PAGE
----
Madison Gas & Electric has scaled back its request for fixed rate increases after reaching an agreement with Citizens Utility Board, the state’s utility customer advocacy group.
The utility had come under fire after proposing a fixed rate increase for residential customers from about $10.50 a month to $21. Under the agreement that charge would go up to $19.
The monthly charge is made up of two components: a fee to cover infrastructure and operating costs and a grid connection fee. The grid connection fee is the source of the increase.
But more significantly, the utility agreed to suspend a “demand charge,” which is based on usage during the few summertime hours when there is peak demand, the point at which the electrical grid is utilized to full capacity. That charge could have pushed residential bills much higher.
MGE spokesman Steve Schultz said the changes are an attempt to prevent one residential customer from subsidizing another and to impose the same billing structure on residential customers that has been in place for commercial and industrial customers for decades.
“On the residential side, we’re trying to set up a rate structure just like the large customers have, where customers will pay what it takes to bring electricity to their home, everything from the overhead all the way to the actual energy charge,” Schultz said.
The agreement doesn’t mean residential customers are off the hook for the demand charge. The agreement will be in place only through 2015.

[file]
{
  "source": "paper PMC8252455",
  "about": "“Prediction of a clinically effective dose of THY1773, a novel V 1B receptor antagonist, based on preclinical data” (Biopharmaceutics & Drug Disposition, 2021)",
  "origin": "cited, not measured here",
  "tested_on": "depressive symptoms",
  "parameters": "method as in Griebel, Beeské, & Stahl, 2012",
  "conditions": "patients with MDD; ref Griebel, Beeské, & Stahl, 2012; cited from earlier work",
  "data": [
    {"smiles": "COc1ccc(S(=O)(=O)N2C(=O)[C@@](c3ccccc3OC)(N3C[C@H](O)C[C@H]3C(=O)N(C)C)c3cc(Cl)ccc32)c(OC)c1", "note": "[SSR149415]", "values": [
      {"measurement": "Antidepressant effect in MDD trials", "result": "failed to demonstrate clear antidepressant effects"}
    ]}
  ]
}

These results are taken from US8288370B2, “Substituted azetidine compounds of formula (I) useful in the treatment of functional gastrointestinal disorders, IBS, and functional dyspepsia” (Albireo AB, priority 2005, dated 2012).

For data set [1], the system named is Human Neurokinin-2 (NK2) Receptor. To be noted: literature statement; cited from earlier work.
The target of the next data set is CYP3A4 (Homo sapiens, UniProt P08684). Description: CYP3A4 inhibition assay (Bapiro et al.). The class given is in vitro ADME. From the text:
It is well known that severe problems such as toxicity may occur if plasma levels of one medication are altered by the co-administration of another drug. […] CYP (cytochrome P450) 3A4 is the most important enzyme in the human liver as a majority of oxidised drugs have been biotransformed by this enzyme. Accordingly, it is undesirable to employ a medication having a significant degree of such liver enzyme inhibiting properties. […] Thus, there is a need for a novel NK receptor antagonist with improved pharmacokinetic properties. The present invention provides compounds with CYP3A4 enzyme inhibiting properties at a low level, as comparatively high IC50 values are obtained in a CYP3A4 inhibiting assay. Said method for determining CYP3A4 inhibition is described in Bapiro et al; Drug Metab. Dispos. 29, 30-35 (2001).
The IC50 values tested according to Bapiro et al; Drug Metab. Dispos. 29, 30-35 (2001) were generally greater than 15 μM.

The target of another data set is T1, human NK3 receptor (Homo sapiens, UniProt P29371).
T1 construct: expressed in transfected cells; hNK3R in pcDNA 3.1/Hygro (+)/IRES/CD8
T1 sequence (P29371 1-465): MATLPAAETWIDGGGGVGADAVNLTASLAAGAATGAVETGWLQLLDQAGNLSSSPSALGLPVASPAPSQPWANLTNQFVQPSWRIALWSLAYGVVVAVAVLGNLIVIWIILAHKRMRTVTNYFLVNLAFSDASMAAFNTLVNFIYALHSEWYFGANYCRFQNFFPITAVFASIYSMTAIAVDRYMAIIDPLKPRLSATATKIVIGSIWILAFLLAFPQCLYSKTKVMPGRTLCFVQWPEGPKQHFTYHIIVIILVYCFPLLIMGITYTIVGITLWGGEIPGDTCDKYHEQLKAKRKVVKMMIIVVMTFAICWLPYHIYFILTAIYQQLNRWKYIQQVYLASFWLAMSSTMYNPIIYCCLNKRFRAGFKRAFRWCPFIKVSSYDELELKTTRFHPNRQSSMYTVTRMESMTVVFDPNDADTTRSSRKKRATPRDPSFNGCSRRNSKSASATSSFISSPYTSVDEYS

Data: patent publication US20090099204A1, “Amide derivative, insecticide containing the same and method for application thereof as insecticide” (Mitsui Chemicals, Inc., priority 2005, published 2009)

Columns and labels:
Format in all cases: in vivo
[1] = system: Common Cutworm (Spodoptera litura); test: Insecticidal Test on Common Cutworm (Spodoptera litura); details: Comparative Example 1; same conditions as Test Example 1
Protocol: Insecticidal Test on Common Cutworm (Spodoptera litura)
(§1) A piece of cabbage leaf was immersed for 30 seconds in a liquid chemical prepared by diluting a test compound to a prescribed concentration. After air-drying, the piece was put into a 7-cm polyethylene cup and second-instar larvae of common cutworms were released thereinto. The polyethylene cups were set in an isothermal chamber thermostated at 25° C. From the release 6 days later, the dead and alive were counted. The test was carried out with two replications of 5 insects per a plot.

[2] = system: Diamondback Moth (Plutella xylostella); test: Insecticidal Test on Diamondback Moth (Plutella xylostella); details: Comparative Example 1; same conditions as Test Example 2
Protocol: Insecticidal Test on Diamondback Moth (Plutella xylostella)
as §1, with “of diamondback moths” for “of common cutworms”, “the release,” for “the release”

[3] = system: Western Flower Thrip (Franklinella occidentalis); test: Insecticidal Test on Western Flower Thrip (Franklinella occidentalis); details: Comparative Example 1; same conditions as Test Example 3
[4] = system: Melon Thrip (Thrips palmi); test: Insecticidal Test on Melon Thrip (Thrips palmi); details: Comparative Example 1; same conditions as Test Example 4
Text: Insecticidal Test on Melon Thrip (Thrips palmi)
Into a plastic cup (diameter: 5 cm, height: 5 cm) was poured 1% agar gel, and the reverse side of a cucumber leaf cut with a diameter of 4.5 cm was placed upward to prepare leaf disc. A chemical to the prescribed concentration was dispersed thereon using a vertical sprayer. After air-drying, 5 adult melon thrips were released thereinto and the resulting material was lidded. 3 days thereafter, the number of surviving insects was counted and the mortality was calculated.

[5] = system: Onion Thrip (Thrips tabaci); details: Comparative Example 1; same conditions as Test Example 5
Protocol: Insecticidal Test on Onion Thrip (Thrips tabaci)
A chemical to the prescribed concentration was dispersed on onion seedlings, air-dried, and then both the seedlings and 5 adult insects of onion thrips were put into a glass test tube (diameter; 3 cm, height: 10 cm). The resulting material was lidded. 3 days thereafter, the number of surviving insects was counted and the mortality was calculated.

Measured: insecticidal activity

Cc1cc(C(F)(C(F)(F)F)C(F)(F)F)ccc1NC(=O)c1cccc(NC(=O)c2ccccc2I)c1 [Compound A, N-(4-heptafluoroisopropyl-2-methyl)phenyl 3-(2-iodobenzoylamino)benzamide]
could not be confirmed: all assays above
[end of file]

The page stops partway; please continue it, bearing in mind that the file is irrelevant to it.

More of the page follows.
“We’re going to study that to take a look at 2016 and beyond to see how we might do that, but right now the CUB agreement basically takes care of 2015,” Schultz said.
The fixed charge increase OK’d in the agreement would be an increase for residential customers of about 28 cents a day, from 35 cents to 63 cents, an 80-percent increase.
At the same time, MGE is proposing a slightly lower rate for actual electricity usage, although the exact amount of the decrease is still being worked out.
“For the majority of our customers, essentially there will be no impact on their bill,” said Steve Kraus, another MGE spokesman. “It’s just shifting the cost.”
The utility has taken flak in the weeks since asking for the rate increases for creating a disincentive for energy-saving measures, especially solar power. Critics said that combining fixed charge increases with decreases in the charges for actual power use reduces the financial benefit of installing solar systems.
The criticism hasn’t been exclusive to MGE. Other utilities seeking rate increases in the state have weathered similar criticisms.
But Schultz said, “MGE continues to support solar energy.”
He said the demand charge, which was suspended under the agreement with CUB, encourages customers to use less electricity during peak hours and therefore creates a financial incentive to employ alternative energy sources like solar.
“Restructuring our residential rates, that will hopefully send price signals to customers so that when it comes to that hottest day they can move some of that power” off the grid, he said. “Literally, sometimes just a few hours difference will keep us from reaching that new peak every year.”